Quarterly Journal of Political Science, 9(2): 203-230.
32 Pages Posted: 12 Apr 2013 Last revised: 24 Jun 2014
Date Written: May 5, 2014
Do ingroup biases distort the behavior of public officials? Recent studies detect large ethnic biases in elite political behavior, but their case selection leaves open the possibility that bias obtains under relatively narrow historical and institutional conditions. We clarify these scope conditions by studying ingroup bias in the radically different political, historical, and ethnic environment of contemporary China. In a national field experiment, local officials were 33 percent less likely to provide assistance to citizens with ethnic Muslim names than to ethnically-unmarked peers. We find evidence consistent with the ingroup bias interpretation of this finding and detect little role for strategic incentives mediating this effect. This result demonstrates that neither legacies of institutionalized racism nor electoral politics are necessary to produce large ingroup biases in official behavior. It also suggests that ethnically-motivated distortions to governance are more prevalent than previously documented.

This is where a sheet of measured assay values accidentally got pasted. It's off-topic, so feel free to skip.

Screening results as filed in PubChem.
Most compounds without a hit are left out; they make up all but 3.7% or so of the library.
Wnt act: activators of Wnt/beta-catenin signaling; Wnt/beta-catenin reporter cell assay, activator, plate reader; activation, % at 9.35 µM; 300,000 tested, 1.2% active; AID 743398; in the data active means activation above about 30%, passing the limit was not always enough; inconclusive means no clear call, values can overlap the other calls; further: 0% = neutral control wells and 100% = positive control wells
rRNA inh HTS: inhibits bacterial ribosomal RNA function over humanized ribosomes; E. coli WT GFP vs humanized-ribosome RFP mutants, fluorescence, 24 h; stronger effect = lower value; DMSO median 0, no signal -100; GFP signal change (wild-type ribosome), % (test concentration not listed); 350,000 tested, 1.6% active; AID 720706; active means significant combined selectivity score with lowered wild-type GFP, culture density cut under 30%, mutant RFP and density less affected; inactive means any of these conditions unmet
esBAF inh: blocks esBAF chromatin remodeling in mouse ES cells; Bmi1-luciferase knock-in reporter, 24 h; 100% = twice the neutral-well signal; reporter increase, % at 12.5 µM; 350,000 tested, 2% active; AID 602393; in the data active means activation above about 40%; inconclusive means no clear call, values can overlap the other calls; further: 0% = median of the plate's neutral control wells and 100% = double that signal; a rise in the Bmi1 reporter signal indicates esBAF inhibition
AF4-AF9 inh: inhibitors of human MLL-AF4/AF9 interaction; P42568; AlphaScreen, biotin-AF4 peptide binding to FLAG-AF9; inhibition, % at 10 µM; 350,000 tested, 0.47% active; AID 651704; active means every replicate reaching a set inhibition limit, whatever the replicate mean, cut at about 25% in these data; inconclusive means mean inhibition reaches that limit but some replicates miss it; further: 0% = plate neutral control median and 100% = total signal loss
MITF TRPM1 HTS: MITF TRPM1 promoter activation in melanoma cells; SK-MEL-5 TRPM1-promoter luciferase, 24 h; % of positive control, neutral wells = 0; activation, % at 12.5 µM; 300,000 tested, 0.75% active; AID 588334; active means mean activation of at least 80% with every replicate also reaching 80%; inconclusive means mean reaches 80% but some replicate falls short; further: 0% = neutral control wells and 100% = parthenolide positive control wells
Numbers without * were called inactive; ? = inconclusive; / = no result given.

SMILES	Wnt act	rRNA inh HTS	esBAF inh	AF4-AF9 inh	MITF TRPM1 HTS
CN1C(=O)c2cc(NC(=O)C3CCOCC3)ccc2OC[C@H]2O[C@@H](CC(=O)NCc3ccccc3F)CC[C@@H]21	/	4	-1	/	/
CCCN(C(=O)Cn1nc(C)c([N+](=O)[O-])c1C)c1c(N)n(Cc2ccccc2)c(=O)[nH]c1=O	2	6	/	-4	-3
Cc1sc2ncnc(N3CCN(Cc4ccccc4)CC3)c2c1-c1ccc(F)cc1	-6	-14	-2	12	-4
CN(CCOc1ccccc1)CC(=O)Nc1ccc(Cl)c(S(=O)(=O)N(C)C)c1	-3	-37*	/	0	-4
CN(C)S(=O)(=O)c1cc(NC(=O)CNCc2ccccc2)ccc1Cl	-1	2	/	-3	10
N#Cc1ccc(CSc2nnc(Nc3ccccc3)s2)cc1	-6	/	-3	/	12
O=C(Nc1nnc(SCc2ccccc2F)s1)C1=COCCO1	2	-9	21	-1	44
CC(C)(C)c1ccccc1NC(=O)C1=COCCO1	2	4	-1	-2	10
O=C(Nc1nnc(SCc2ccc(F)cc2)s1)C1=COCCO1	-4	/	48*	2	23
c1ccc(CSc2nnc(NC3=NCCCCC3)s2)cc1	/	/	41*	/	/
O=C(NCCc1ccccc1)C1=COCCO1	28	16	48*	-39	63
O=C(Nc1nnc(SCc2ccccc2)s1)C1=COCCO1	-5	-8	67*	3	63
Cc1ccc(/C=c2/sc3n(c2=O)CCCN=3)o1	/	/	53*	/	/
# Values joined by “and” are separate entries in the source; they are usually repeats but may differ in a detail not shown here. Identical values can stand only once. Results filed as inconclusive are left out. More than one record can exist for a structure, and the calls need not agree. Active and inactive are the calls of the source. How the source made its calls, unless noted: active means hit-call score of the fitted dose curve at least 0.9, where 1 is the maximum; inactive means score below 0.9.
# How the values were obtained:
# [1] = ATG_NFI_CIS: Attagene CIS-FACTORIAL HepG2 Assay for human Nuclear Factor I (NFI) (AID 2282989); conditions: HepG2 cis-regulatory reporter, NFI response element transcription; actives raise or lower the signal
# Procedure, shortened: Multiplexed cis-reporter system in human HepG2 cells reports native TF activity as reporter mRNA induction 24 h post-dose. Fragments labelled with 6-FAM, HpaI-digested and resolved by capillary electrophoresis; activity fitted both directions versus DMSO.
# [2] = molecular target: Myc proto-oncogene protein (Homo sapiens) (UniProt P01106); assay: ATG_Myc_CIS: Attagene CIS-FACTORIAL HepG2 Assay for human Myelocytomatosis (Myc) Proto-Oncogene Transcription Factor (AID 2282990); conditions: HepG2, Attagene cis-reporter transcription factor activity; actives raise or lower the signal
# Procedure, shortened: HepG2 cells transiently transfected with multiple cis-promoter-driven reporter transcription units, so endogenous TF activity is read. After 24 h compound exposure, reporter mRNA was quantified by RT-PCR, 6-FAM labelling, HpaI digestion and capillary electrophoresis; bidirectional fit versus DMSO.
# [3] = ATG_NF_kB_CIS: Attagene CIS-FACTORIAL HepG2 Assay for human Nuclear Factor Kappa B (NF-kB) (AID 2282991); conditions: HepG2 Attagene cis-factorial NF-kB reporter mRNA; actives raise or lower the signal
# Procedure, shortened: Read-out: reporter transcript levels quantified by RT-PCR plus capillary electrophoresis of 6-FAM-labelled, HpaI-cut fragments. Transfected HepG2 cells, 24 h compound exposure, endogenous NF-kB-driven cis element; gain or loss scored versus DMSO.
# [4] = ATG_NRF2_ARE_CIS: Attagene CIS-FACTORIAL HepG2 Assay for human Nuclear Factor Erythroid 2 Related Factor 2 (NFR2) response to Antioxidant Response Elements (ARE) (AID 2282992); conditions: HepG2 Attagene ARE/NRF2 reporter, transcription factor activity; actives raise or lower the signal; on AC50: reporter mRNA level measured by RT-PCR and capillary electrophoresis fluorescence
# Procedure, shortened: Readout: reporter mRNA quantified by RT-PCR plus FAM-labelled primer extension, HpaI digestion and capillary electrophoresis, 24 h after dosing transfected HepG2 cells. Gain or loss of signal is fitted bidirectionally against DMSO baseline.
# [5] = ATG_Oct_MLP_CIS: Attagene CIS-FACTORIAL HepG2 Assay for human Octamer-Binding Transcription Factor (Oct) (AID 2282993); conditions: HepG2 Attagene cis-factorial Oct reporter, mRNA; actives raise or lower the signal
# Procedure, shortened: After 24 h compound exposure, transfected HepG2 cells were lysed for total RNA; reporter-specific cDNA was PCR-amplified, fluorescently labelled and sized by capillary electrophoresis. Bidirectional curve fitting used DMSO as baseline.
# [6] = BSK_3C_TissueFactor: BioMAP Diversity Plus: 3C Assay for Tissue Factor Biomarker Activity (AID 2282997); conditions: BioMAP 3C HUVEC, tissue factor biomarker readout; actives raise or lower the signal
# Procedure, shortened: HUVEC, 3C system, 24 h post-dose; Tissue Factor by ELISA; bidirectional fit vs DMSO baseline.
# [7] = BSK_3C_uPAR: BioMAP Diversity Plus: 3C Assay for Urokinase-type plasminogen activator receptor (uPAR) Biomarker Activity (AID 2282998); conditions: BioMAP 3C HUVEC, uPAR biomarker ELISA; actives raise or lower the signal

Keywords: Comparative politics, Ethnic bias, Representation, Field experiments, China, Political behavior
Suggested Citation: Suggested Citation
Distelhorst, Greg and Hou, Yue, Ingroup Bias in Official Behavior: A National Field Experiment in China (May 5, 2014). Quarterly Journal of Political Science, 9(2): 203-230.; MIT Political Science Department Research Paper No. 2013-8. Available at SSRN: https://ssrn.com/abstract=2247644 or http://dx.doi.org/10.2139/ssrn.2247644